Richard Titmuss versus the IEA: The Transition from Idealism to Neo-Liberalism in British Social Policy
Welfare and Social Policy in Britain Since 1870: Essays in Honour of Jose Harris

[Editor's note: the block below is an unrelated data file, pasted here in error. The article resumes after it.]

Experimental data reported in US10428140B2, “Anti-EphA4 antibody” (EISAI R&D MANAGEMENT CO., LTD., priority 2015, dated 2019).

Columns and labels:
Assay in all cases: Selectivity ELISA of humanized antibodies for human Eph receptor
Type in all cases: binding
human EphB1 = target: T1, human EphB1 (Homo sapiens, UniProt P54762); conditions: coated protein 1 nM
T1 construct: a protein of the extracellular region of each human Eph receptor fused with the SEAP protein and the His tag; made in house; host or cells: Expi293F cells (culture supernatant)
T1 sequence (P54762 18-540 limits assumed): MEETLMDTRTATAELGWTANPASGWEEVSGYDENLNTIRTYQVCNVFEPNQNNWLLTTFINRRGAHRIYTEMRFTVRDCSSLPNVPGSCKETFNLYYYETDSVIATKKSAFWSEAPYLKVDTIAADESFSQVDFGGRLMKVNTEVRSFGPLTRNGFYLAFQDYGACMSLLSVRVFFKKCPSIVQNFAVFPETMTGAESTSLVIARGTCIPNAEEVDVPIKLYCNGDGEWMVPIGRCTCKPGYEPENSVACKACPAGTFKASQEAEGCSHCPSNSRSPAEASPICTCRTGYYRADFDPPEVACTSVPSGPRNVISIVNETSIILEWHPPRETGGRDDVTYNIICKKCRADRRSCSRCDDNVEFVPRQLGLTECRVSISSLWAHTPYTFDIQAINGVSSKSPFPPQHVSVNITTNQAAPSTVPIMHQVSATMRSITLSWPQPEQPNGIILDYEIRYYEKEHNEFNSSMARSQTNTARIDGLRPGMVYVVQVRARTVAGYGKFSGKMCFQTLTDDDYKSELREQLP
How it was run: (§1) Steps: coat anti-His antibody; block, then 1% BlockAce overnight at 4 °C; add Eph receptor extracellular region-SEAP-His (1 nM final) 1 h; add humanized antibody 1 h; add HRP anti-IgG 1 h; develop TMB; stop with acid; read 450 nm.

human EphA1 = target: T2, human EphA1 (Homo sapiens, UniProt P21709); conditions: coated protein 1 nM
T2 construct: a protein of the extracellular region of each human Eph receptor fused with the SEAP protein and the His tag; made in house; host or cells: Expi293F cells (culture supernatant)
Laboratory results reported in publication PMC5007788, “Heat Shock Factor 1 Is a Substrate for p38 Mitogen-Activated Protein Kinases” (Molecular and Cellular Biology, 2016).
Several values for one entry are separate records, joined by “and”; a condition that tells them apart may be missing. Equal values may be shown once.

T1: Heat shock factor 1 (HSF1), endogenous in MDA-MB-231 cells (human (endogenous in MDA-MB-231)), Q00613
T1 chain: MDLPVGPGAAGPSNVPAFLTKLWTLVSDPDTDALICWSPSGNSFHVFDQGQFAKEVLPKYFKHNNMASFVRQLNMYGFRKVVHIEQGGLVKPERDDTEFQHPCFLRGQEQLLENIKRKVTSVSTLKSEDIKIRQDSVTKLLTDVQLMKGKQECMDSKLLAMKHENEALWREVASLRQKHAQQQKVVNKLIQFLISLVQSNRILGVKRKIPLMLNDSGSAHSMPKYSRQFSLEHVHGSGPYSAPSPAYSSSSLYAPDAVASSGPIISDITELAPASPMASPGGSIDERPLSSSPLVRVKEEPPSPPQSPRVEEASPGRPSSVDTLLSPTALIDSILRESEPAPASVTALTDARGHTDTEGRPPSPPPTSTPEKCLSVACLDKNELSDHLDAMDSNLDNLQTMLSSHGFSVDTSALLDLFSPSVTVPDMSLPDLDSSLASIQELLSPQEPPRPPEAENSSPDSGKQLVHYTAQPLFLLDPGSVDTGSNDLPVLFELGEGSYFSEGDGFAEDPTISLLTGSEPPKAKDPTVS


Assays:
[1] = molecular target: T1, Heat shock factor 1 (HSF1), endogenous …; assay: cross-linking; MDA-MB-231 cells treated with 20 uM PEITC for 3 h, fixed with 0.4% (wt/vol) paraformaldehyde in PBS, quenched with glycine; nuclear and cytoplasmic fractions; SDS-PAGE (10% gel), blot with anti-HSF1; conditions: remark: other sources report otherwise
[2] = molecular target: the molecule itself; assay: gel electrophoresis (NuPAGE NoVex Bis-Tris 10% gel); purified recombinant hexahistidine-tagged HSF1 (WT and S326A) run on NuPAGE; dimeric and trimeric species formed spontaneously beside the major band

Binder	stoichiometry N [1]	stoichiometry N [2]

An influential strand of Jose Harris’s research has emphasised the importance of idealist political thought to the rise and fall of the British welfare state. Harris argues that the mid-twentieth century demise of political theory about social policy left the welfare state vulnerable because its defenders lacked a philosophical discourse with the depth of idealism. This chapter tests this argument by looking in more detail at a case study from the post-1945 discussion about the welfare state: the debate between the group of socialist social policy academics associated with Richard Titmuss and the neo-liberals at the Institute of Economic Affairs spear-headed by Arthur Seldon. The chapter demonstrates that while the defenders of the Beveridgean welfare state lacked theoretical firepower when confronted by a philosophical counterblast from the right, the major weakness of the left’s social policy analysis was in fact a failure to contest the neo-liberal appropriation of economic theory.